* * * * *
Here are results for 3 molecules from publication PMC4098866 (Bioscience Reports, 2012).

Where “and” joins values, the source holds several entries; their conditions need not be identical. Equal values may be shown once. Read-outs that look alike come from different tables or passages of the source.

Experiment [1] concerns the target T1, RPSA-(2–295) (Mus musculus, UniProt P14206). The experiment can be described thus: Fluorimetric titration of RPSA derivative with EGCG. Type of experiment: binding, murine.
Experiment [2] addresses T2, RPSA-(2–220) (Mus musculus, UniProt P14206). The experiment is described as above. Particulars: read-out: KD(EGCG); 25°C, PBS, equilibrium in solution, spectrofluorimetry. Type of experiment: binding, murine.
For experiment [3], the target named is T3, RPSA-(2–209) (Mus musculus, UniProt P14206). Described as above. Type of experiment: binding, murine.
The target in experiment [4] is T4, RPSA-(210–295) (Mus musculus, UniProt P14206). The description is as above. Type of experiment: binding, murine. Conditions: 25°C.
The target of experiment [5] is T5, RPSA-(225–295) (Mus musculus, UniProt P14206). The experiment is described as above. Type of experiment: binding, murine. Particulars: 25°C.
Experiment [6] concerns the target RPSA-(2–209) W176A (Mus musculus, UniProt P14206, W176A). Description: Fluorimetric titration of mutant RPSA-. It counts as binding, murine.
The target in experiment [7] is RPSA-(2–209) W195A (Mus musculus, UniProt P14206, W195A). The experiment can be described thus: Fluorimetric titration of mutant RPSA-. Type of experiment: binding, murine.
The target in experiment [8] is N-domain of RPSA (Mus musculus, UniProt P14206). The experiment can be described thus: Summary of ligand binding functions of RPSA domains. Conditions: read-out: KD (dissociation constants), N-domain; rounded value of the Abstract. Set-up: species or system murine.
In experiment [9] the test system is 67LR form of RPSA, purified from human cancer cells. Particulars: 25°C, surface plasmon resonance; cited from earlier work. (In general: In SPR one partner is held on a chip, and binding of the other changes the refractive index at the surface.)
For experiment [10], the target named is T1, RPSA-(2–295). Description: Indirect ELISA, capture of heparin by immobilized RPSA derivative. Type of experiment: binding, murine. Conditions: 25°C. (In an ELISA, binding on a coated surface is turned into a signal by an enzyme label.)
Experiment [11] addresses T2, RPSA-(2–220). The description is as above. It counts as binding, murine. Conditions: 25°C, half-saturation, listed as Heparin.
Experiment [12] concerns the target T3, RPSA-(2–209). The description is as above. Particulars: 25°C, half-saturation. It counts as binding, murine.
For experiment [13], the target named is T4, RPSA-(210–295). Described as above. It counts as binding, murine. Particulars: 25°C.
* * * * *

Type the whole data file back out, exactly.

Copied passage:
Here are results for 3 molecules from publication PMC4098866 (Bioscience Reports, 2012).

Where “and” joins values, the source holds several entries; their conditions need not be identical. Equal values may be shown once. Read-outs that look alike come from different tables or passages of the source.

Experiment [1] concerns the target T1, RPSA-(2–295) (Mus musculus, UniProt P14206). The experiment can be described thus: Fluorimetric titration of RPSA derivative with EGCG. Type of experiment: binding, murine.
Experiment [2] addresses T2, RPSA-(2–220) (Mus musculus, UniProt P14206). The experiment is described as above. Particulars: read-out: KD(EGCG); 25°C, PBS, equilibrium in solution, spectrofluorimetry. Type of experiment: binding, murine.
For experiment [3], the target named is T3, RPSA-(2–209) (Mus musculus, UniProt P14206). Described as above. Type of experiment: binding, murine.
The target in experiment [4] is T4, RPSA-(210–295) (Mus musculus, UniProt P14206). The description is as above. Type of experiment: binding, murine. Conditions: 25°C.
The target of experiment [5] is T5, RPSA-(225–295) (Mus musculus, UniProt P14206). The experiment is described as above. Type of experiment: binding, murine. Particulars: 25°C.
Experiment [6] concerns the target RPSA-(2–209) W176A (Mus musculus, UniProt P14206, W176A). Description: Fluorimetric titration of mutant RPSA-. It counts as binding, murine.
The target in experiment [7] is RPSA-(2–209) W195A (Mus musculus, UniProt P14206, W195A). The experiment can be described thus: Fluorimetric titration of mutant RPSA-. Type of experiment: binding, murine.
The target in experiment [8] is N-domain of RPSA (Mus musculus, UniProt P14206). The experiment can be described thus: Summary of ligand binding functions of RPSA domains. Conditions: read-out: KD (dissociation constants), N-domain; rounded value of the Abstract. Set-up: species or system murine.
In experiment [9] the test system is 67LR form of RPSA, purified from human cancer cells. Particulars: 25°C, surface plasmon resonance; cited from earlier work. (In general: In SPR one partner is held on a chip, and binding of the other changes the refractive index at the surface.)
For experiment [10], the target named is T1, RPSA-(2–295). Description: Indirect ELISA, capture of heparin by immobilized RPSA derivative. Type of experiment: binding, murine. Conditions: 25°C. (In an ELISA, binding on a coated surface is turned into a signal by an enzyme label.)
Experiment [11] addresses T2, RPSA-(2–220). The description is as above. It counts as binding, murine. Conditions: 25°C, half-saturation, listed as Heparin.
Experiment [12] concerns the target T3, RPSA-(2–209). The description is as above. Particulars: 25°C, half-saturation. It counts as binding, murine.
For experiment [13], the target named is T4, RPSA-(210–295). Described as above. It counts as binding, murine. Particulars: 25°C.